The phrase, “There are no atheists in foxholes,” is appropriate to remember on Memorial Day. It’s also fitting that this year’s holiday falls on the same weekend as the Solemnity of the Body and Blood of Christ. On Memorial Day we remember everyone who gave their lives in times of war for their fellow men and women. It may not be true that there are no atheists in wartime, but many veterans are Christ-like in a special way whether they are atheists, Jews, Muslims or agnostics. Wasn’t it Jesus who said, “No one has greater love than this: to lay down one’s life for one’s friends.”?.
Yes, Memorial Day is a secular holiday, but it shares roots of love with the Solemnity of the Body and Blood of Christ, as we see in the readings for this solemn occasion. The scriptures are filled with tales of wars against evil, including their rewards and consequences. Similar wars are taking place now, and many people are dying for their faith.
The Book of Genesis tells us how war became part of humanity’s existence when we fell from grace (I will put enmity between you and the woman, and between your offspring and hers; they will strike at your head, while you strike at their heel.) But even times of war in the scriptures can be used to teach us about what it means to give from our storehouse of blessings.
In our first reading (Gn 14:18-20), Melchizedek blesses Abram using the symbols of bread and wine, a foreshadowing of what would later become the Eucharist—Christ’s body and blood, which Jesus sacrificed to save all of mankind who would accept his gift. In this passage we learn that God delivered Abram’s foes to him because he stood for a just cause in God’s eyes, as we can gather from Melchizedek’s blessing:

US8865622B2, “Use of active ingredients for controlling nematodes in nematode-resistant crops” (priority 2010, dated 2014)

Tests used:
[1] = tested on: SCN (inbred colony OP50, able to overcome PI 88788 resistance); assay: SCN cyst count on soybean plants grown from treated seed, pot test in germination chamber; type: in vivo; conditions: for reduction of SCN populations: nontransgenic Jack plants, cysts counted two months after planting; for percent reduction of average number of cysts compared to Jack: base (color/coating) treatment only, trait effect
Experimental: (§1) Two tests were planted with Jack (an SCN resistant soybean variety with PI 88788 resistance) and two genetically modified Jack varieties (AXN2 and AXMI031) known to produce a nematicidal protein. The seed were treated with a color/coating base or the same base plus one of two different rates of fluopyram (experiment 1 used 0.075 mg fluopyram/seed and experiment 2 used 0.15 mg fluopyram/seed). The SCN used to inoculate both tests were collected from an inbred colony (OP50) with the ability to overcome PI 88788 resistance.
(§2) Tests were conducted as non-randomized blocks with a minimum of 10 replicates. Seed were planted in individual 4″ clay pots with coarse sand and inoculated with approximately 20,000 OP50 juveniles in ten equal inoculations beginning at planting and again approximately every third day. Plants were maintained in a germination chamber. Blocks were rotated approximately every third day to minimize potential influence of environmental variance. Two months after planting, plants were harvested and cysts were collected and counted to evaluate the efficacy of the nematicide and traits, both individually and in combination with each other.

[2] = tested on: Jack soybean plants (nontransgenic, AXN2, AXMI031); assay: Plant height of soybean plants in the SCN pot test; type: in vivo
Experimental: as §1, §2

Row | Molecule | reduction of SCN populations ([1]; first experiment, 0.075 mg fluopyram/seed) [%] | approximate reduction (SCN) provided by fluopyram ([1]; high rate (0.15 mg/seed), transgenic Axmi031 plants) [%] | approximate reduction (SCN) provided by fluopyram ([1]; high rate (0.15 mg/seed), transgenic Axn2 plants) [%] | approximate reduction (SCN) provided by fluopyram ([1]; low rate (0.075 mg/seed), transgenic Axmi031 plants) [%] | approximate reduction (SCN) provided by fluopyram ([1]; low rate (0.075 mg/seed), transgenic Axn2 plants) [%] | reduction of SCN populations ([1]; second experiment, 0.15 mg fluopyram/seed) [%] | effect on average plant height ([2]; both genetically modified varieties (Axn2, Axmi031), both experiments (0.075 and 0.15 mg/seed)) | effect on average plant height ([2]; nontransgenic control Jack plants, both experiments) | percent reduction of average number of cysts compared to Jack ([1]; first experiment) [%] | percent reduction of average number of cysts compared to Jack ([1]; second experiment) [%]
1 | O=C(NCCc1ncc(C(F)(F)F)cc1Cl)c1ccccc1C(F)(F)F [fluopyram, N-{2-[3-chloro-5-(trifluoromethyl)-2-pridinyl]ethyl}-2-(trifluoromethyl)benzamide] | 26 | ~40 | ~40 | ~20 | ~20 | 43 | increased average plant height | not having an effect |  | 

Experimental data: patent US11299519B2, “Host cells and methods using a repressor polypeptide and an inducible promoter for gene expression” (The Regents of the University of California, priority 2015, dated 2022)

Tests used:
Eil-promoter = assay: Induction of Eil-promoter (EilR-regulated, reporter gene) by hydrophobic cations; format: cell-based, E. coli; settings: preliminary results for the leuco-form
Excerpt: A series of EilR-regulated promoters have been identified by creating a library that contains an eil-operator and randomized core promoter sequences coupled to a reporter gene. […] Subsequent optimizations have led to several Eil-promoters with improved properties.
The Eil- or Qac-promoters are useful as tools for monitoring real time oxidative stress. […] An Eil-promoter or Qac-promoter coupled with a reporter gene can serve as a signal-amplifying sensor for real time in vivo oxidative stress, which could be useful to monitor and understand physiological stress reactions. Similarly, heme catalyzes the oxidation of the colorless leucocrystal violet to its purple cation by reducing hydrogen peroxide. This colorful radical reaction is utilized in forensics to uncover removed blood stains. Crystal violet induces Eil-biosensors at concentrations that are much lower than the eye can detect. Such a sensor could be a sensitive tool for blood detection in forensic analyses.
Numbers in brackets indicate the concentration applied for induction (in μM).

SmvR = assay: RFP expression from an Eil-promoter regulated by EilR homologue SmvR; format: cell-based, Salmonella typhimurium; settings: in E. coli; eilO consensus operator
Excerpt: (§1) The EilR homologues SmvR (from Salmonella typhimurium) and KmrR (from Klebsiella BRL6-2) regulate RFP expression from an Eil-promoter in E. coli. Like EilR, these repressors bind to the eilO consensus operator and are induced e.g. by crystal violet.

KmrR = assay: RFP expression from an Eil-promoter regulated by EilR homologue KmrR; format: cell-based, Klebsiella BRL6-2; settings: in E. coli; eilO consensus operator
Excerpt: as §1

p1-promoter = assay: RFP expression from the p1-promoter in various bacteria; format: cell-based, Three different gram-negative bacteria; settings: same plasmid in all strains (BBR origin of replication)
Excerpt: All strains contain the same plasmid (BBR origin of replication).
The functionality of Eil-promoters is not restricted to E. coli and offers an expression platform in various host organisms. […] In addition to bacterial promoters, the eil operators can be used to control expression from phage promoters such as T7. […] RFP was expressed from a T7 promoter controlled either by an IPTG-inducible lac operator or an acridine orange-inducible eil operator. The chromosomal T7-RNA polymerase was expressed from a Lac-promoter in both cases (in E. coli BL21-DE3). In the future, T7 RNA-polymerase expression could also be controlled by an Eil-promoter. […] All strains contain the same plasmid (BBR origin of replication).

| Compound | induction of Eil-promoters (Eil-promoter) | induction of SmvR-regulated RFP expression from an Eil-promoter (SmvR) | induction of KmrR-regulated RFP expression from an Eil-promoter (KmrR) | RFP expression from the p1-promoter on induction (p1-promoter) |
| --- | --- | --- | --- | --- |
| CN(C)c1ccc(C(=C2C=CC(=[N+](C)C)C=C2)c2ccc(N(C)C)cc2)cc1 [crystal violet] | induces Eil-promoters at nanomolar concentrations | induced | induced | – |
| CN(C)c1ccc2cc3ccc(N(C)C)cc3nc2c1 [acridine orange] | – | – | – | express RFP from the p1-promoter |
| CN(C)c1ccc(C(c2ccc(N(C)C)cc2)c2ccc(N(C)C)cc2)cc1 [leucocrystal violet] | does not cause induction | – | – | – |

“Blessed be Abram by God Most High, the creator of heaven and earth; and blessed be God Most High, who delivered your foes into your hand.” Then Abram gave him a tenth of everything.
So when war becomes a necessary evil as we are confronted by the unnecessary evil of humanity, we must look for the love of God wherever we can find it. Like all the veterans we celebrate on Memorial Day, Abram gave back substantially from the blessings of God’s love which he had stored up. When we get to the gospels in the New Testament we see that Jesus commanded love and expected his men to give all they had in their battles against evil. Why else would he use among his teachings to them the image of the poor woman outside the treasury who donated her last two coins:
“Amen, I say to you, this poor widow put in more than all the other contributors to the treasury. For they have all contributed from their surplus wealth, but she, from her poverty, has contributed all she had, her whole livelihood.”
The basic training Christ gave to his disciples with regard to giving your all can be seen in Sunday’s gospel of the loaves and fishes (Lk 9:11b-17). They were surrounded by thousands of people hungry in body and soul. The disciples, having only five loaves and two fish to give everyone, are clueless how they’ll satisfy their master’s command to “Give them some food yourselves.” But under Jesus’ command, they gave all they had and more.
They all ate and were satisfied. And when the leftover fragments were picked up, they filled twelve wicker baskets.
The 12 disciples were taught to give all that was in them, and they did so until their earthly end. Jesus taught them this lesson at the last supper they shared together when he gave them the bread and wine that would become his body and blood. The lesson was passed on to St. Paul as he joined their ranks, and he shared what Christ said with the Corinthians as we hear in Sunday’s second reading (1 Cor 11:23-26):
“Do this in remembrance of me,” St. Paul quotes his master. For as often as you eat this bread and drink the cup, you proclaim the death of the Lord until he comes.
This lesson from the lives of Christ’s disciples makes every mass we attend a memorial day. Yes, war is ugly and often unholy, but when evil threatens the expression of faith—as it does in many parts of the world—those who give everything to sustain the lives of the faithful are Christ-like, whether or not they know it or believe it. Their kind of sacrifice is unconditional—and divine.